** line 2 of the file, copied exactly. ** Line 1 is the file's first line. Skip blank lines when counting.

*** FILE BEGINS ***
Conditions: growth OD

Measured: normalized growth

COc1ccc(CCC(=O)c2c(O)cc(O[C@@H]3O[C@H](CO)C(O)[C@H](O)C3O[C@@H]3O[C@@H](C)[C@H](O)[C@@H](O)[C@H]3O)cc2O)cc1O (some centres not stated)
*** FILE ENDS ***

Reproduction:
Measured: normalized growth